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'The Showtune Mosh Pit' for February 15th, 2012





by Paul W. Thompson

Overheard last weekend under the showtune

video screens at Sidetrack and The Call:

There is no better place in the world right now than Lyric Opera Of Chicago for those who adore and revel in the overlap, juxtaposition and conjunction of opera and Broadway, classical music and showtunes. The 1927 granddaddy of what we do, “Show Boat,” opened on Sunday afternoon, in an enormous new production directed by Francesca Zambello and starring Ashley Brown (“Mary Poppins”) and Nathan Gunn (“Billy Budd”). Zambello is the General and Artistic Director of the Glimmerglass opera festival in Cooperstown, New York, and directed “The Little Mermaid” for Broadway. And now, in a production already planned to play in major opera houses in other U.S. cities, she has brought money, scholarship, insight and chutzpah together in ways that are garnering exceptional reviews from theater and music critics alike. Music by Jerome Kern, book and lyrics (libretto, if you like) by Oscar Hammerstein II and orchestrations by Robert Russell Bennett are all reportedly well served here. If you love discussions about what makes a modern American musical, or what defines an operetta, or how can you tell a hybrid from a trailblazer, then Chicago is the center of the world for you right now. It’s a string of hit songs in a show notoriously difficult to mount. You’ve only got a month. What are you waiting for?

Lyric Opera Of Chicago

Hammerstein and Bennett, this time with the music of Richard Rodgers, are also on display just a few blocks away from the Civic Opera House, in the touring production of Lincoln Center Theater’s “South Pacific” at the Cadillac Palace Theatre this week and next. The Rodgers And Hammerstein Organization must be loving Chicago right now! This tour was in Nashville (my home town) last week, and reportedly went right to the heart of the city in a way that few tours do. And even though this tour played the Rosemont Theatre in November of 2010, this is technically its Chicago premiere. Along with “Show Boat,” this show gives a great education about the musical play as a genre, about what made Hammerstein tick (Americana) and ticked off (racism), about how great an orchestrator Bennett was, and how legit and pop singing can share a stage and help each other to shine. And now you see that I am just a cock-eyed optimist!...


The Grammy Awards were Sunday night, for those looking for something to do after the “Show Boat” premiere. And in the newly christened category of “Best Musical Theater Album,” the winner was the original cast album of “The Book Of Mormon,” a huge and fast seller as far as showtune albums go. Of course, the show (slated to run here this Christmas) is the reigning Tony Award champion as Best Musical, and this fact maintains the roughly 50% correlation between these two awards. Last year’s Grammy winner was “American Idiot” (whose tour has one more week to go at our Oriental Theatre, by the way), which did not win the Tony (“Memphis” did). See how that works? The cast album of the Tony champ wins the Grammy roughly every other year. It’s how we roll. Now if we can just get Adele to sing some showtunes….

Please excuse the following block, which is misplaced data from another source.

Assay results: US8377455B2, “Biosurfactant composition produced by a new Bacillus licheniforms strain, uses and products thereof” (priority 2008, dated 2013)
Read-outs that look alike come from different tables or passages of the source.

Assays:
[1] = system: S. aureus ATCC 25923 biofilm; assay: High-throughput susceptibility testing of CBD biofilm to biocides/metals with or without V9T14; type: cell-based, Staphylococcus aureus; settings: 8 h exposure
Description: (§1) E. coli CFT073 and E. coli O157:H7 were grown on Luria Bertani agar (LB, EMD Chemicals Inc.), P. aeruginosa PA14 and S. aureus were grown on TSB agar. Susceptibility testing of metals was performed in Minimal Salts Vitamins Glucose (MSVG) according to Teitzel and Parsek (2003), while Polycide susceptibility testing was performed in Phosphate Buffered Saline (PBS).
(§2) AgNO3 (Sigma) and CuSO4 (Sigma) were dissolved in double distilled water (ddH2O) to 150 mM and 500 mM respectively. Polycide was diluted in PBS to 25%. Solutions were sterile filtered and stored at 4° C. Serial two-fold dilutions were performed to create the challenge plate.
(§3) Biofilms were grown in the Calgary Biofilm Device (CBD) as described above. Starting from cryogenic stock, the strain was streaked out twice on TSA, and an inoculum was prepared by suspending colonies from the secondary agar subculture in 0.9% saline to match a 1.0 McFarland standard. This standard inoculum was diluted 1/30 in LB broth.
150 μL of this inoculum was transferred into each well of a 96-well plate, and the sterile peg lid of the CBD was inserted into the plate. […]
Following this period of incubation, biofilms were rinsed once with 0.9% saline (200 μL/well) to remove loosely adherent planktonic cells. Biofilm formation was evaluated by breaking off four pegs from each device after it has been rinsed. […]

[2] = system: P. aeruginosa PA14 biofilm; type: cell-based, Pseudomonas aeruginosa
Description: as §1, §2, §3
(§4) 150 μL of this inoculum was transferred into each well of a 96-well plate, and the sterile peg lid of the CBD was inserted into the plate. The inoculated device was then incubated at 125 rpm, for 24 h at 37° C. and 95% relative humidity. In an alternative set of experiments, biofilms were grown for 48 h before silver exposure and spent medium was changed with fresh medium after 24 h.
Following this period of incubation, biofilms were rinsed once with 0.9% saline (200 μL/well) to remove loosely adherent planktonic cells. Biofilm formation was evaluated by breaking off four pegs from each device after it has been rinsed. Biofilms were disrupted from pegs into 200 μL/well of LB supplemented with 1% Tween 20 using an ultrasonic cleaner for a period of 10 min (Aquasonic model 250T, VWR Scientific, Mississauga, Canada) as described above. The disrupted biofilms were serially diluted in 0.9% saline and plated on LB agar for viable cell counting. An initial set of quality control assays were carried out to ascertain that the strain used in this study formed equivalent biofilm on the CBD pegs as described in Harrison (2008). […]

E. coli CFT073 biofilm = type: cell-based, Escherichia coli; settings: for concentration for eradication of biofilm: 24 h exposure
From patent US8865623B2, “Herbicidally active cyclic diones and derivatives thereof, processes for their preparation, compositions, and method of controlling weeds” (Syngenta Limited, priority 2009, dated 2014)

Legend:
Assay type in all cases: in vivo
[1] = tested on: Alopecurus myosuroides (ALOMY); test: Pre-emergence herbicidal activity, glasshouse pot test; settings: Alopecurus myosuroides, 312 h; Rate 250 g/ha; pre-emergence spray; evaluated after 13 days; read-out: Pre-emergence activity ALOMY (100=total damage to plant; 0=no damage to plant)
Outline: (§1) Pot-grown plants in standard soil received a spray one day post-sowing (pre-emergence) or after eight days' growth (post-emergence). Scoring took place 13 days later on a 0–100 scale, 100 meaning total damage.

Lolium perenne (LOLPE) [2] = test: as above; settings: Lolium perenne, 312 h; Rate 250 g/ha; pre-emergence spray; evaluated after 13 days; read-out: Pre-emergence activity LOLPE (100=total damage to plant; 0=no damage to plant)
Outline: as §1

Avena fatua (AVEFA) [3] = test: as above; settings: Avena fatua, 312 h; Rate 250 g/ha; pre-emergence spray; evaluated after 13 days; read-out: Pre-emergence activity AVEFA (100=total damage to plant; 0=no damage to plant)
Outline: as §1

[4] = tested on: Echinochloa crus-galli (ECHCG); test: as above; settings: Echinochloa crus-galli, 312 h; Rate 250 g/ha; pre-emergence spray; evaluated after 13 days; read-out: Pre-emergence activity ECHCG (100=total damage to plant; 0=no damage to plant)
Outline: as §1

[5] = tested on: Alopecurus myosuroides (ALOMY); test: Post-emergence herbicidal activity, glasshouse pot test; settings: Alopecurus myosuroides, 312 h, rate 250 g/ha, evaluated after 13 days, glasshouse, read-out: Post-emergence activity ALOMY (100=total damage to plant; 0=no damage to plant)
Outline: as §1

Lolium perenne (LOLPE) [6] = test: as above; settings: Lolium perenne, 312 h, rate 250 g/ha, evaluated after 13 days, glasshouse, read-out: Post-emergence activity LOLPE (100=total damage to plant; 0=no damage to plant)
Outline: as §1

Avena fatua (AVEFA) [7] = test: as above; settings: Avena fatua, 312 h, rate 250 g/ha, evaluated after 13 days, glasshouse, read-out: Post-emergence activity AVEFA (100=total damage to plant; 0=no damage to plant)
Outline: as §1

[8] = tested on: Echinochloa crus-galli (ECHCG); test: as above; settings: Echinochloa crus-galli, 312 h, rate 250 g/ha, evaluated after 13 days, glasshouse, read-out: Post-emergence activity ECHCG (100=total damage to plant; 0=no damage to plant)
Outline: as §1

The Grammy Awards

Saturday was the tragic death of gospel-pop icon Whitney Houston, of course, and Chicago’s very own Jennifer Hudson was honored with honoring her on the Grammy telecast by singing “I Will Always Love You,” Houston’s enormous hit from the soundtrack of “The Bodyguard” and the biggest selling showtune single of all time. (You of course know that Dolly Parton first wrote and sang it in 1974, during the dissolution of her business partnership with Porter Waggoner, and that in 1982 it was inserted into the film version of “The Best Little Whorehouse In Texas” in place of “The Bus From Amarillo.”) Houston’s appearance in the 1997 television version of Rodgers’ and Hammerstein’s “Cinderella”, as the Fairy Godmother who sings “Impossible” with Brandy, received a huge response when played at Sidetrack on Monday night. And followers of online videos have discovered that Houston’s first television appearance in 1985 was to sing “Home” from “The Wiz” on “The Merv Griffin Show.” Though she never appeared on Broadway, Whitney’s other showtune connections include her duet with her mother, Cissy Houston on “I Know Him So Well” from “Chess” on her second album “(“Whitney”) and the fact that for many years she was repeatedly mentioned as being the ideal choice to play Deena Jones in a film version of “Dreamgirls” (though Whitney preferred singing Effie’s material, and of course the role ultimately went to Beyonce). And, coincidentally, Tuesday night’s episode of “Glee” featured Amber Riley (who also likes Effie’s material) singing “I Will Always Love You,” filmed several weeks ago. It all comes full circle.